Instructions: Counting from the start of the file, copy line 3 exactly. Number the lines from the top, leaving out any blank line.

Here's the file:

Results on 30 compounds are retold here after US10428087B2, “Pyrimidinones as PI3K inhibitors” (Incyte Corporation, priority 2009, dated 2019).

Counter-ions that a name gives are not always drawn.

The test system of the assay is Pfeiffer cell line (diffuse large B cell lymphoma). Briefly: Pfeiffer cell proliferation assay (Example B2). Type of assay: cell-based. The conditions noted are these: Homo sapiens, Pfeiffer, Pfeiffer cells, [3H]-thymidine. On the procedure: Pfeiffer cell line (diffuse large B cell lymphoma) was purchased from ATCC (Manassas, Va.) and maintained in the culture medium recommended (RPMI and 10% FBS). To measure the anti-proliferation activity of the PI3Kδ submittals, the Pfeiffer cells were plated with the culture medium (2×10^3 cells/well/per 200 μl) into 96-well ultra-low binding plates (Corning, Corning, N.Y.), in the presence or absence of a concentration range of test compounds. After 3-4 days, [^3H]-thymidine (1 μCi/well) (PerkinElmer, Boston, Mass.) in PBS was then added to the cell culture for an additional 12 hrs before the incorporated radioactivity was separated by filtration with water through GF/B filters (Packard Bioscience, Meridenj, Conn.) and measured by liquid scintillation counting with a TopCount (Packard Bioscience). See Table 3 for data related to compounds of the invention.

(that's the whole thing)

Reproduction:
The test system of the assay is Pfeiffer cell line (diffuse large B cell lymphoma). Briefly: Pfeiffer cell proliferation assay (Example B2). Type of assay: cell-based. The conditions noted are these: Homo sapiens, Pfeiffer, Pfeiffer cells, [3H]-thymidine. On the procedure: Pfeiffer cell line (diffuse large B cell lymphoma) was purchased from ATCC (Manassas, Va.) and maintained in the culture medium recommended (RPMI and 10% FBS). To measure the anti-proliferation activity of the PI3Kδ submittals, the Pfeiffer cells were plated with the culture medium (2×10^3 cells/well/per 200 μl) into 96-well ultra-low binding plates (Corning, Corning, N.Y.), in the presence or absence of a concentration range of test compounds. After 3-4 days, [^3H]-thymidine (1 μCi/well) (PerkinElmer, Boston, Mass.) in PBS was then added to the cell culture for an additional 12 hrs before the incorporated radioactivity was separated by filtration with water through GF/B filters (Packard Bioscience, Meridenj, Conn.) and measured by liquid scintillation counting with a TopCount (Packard Bioscience). See Table 3 for data related to compounds of the invention.